Does “At Will” Really Mean “At Will”??
The California Labor Code does state that California is an “At Will” state. That’s not the problem! It’s how the term is improperly used that creates the headache. The California Supreme Court has actually strengthened the employers ability to terminate employees without cause. Okay, that’s a good thing. However, let me point out for unemployment purposes if an employer uses “At Will” as the reason for termination, the former employee will more than likely be found qualified for benefits. The Employment Development Department requires the employer to give a “reason” why the employee was terminated. If it was due to some form of misconduct, they want to know “what” was the behavior and the specific policy that was violated. The language in the at will statement does state “with or without cause.” Well the EDD wants the portion “with” or they will grant the benefits.
Some employers put the at will statement in offer letters, employee handbooks and other documentation setting forth the status of employment to ensure there is no room for doubt concerning the at will status of their employees. With respect to the offer letter, the langauge has to be clear. It cannot just state that the employment relationship is “at will.’ It must read:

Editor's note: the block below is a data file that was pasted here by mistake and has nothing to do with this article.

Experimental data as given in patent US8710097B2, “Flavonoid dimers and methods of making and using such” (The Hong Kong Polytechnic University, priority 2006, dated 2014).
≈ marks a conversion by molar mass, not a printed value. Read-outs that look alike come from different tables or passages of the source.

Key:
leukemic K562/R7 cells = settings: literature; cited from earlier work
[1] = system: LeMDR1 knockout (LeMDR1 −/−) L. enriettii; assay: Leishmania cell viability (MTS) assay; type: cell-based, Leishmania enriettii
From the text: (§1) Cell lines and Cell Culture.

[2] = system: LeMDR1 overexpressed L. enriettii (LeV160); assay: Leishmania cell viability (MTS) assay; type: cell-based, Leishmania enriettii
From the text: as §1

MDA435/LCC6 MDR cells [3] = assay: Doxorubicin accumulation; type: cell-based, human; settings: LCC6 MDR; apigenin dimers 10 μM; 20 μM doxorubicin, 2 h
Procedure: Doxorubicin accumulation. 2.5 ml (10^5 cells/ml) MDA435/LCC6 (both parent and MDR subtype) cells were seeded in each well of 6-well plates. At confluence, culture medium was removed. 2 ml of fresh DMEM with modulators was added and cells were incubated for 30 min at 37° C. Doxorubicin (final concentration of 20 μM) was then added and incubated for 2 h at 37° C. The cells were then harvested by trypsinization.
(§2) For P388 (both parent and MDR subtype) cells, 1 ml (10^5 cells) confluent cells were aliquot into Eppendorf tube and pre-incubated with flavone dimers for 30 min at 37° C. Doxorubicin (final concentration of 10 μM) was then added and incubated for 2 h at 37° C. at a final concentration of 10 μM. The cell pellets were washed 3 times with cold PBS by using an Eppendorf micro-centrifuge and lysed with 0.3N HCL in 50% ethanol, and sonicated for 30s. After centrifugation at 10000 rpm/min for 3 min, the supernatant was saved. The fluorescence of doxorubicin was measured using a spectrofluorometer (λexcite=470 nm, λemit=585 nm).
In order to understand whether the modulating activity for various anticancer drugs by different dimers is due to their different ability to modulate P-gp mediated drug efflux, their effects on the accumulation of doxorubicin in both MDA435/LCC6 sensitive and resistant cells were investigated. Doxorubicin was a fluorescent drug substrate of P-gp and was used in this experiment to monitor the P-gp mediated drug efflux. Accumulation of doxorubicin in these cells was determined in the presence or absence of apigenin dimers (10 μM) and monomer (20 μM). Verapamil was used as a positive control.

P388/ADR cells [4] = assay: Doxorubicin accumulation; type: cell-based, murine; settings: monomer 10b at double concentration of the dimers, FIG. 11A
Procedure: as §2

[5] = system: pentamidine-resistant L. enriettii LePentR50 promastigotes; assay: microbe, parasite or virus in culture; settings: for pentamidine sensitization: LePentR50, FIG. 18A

“…your employment with________ is at will. This simply means that________has the right to terminate your employment at any time with or without cause just as you have the right to terminate your employment with_________with or without cause.”
This same basic language can appear in your handbook or other documentation. But you also have to understand that the at will provision does not protect you from a wrongful termination lawsuit based on a violation of public policy (i.e. discrimination or retaliation). As many of you have heard me state over and over again “I wish employers would forget the at will statement!” You should always have a “reason” why you’re ending the relationship. Have your documentation in place and don’t worry about being an at will employer (but still have the policy in place LOL!).